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"Don't Gimme That Star Trek Crap", Lister in DNA

This episode is a blatant rip-off of the 'Red Dwarf' episode "Thanks for the Memory." TNG lifted ideas from 'Red Dwarf' a few times, but this one was an entire plotline. - Kurt of North Bend

I would agree this episode's storyline is a riff on the same ideas as "Thanks For The Memory", but the way it is noted in Background Information in the Article seems as if Red Dwarf 'unintentionally' copied TNG when actually Red Dwarf got there first - Igotbit
Yes, I believe there was mention about this on a Red Dwarf writer's interview. I have attempted to correct the details:
The 1989 'Red Dwarf' episode "Thanks for the Memory" had a plot very similar to TNG 1991 "Clues". In each episode, the crews of both ships discover that their memories have been erased, and inexplicable injuries appeared. Both crews strive to determine the cause of this, only to discover they were better off not knowing. -Drogo
I would also add that there are SIGNIFICANT differences in the stories. One need only have actually watched both. I have, as you can see from my name I am a Red Dwarf fan. The only similarities are the ones said above. The differences are many. I don't remember memories of an old girlfriend being given to a hologram, or anyone for that matter, in the Star Trek episode. I don't remember any member of the Red Dwarf crew actually knowing what happened, and doing what they could to cover things up. I don't remember there being an alien force in the Red Dwarf episode that was the reason behind all of this, or the one who performed the memory wipe. I could go on and on. This is not a blatant rip off, just two stories with some similarities. --OuroborosCobra talk 05:17, 14 January 2007 (UTC)

Removed Text

The following text was removed from the background information by an anon as "unsupported":

A scene in this episode has Picard explaining to Data that the android would be "stripped down to the wires" to learn why Data was apparently falsifying records, interfering with an investigation, and disobeying orders. This seems to be a contradiction of what was established in "The Measure Of A Man", in which it was ruled that Data was not the property of Starfleet.

I wanted to put it on here as a followup so that people know what was removed, and with the theory that the anon might return and put a quick explanation for such a removal as is the MA policy. -- Sulfur 13:37, 18 August 2007 (UTC)


My text was removed within one minute (as seen below). Why is this, there wasn't time to check it -even though it is absolutely true! Please check it or at least read it before deletion, and a reason why would be appreciated too. Plenty of stuff on Background Information might be said to be 'unsupported' but this is an unarguable plot hole, and thus perfectly relevant.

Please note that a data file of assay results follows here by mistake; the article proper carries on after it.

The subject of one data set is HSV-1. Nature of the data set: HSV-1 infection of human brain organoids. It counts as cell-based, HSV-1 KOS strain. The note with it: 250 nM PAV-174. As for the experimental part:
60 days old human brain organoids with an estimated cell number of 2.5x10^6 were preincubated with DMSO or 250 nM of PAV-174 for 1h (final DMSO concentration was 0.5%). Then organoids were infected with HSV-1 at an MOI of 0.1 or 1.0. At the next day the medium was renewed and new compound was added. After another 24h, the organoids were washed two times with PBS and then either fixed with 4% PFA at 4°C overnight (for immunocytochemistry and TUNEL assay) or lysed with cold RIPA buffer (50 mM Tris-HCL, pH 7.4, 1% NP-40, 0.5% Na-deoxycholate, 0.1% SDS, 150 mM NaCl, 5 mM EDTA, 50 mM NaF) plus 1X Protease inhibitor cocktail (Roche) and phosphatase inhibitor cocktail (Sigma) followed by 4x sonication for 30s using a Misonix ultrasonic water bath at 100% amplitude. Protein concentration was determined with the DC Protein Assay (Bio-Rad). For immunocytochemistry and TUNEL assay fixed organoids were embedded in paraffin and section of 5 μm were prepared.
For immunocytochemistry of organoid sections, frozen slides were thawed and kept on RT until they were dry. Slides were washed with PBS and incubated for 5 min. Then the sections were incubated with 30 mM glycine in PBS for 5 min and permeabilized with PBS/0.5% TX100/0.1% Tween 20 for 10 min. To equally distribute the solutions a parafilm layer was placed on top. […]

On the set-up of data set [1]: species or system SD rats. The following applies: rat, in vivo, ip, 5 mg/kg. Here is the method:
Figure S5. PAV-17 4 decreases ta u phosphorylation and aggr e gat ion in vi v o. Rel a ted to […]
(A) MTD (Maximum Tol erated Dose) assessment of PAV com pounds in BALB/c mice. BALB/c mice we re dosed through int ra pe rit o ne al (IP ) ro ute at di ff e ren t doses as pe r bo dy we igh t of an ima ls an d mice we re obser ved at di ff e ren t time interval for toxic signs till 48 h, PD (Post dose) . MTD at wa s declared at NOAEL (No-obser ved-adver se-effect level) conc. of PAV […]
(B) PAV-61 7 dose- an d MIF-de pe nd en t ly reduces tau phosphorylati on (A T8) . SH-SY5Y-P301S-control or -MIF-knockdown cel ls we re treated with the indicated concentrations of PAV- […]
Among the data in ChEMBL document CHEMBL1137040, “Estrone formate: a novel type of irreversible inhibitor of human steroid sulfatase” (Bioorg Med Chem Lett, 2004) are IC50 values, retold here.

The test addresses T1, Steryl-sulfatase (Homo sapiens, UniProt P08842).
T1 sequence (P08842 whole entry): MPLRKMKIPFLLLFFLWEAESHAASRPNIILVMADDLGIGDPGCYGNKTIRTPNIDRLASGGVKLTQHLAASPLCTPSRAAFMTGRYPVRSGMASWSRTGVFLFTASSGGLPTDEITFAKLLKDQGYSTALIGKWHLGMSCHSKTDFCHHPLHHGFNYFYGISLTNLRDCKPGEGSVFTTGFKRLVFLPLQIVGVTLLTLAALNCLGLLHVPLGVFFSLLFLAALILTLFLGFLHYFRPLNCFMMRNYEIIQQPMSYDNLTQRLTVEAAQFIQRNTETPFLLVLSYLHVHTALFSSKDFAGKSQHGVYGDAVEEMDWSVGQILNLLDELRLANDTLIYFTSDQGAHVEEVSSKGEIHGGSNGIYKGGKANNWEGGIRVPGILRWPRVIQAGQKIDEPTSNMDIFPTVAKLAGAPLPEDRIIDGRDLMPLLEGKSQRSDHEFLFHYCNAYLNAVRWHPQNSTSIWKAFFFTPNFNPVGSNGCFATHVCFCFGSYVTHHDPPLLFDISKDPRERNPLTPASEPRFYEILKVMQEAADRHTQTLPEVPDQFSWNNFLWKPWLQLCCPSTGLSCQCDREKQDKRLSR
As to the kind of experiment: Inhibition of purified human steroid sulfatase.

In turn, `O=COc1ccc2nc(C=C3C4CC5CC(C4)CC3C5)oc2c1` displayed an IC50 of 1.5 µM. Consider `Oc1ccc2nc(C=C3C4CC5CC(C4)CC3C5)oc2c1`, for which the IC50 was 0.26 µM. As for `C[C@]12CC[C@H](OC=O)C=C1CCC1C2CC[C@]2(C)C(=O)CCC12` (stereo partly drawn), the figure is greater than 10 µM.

And I should know, I only watched the episode last night.

"This episode has a fundamental plot hole; Data deletes a day from the ship's computer clock (twice) and the consequences are not questioned - yet the instant the Enterprise would next contact any Starbase (for example), the error would be found, defeating the object of the exercise."

  1. (cur) (last) 22:13, 4 September 2007 OuroborosCobra (Talk | contribs) m (Reverted edits by 82.35.112.106 (Talk); changed back to last version by Renegade54)
  2. (cur) (last) 22:12, 4 September 2007 82.35.112.106 (Talk) (→Background Information)

--82.35.112.106 21:50, 5 September 2007 (UTC)

Being "unsupported" wasn't the problem. It was removed because it was decided long ago that episode summaries would not be used for nitpicks or individual viewers problems with episodes, or plot holes. It is non-encyclopedic to include them, therefore I removed it per MA policy. --OuroborosCobra talk 03:03, 6 September 2007 (UTC)


That's fine, I suppose this is what the talk pages are for. I was confused because of inconsistancies in the editorial policy, for example, look at the background Information for the episode "The Next Phase" and there is a critique of the illogical nature of one of the major plot points, the 'ghost paradox'.

I would consider this 'non-encyclopedic' as it is a comment on bad science writing in the show and thus up for deletion, however, it's also correct, and interesting so...?

The policy makes a lot of sense as it stops inane conjecture 'zomg in this ep wesley is a total fag lolz' against genuine plot chasms (a classic example is after "The Inner Light" when Picard almost never mentions, and seems fairly indifferent to, the 25 years he spent on the farm).

Meh, that's as much indignant defence as I can muster.

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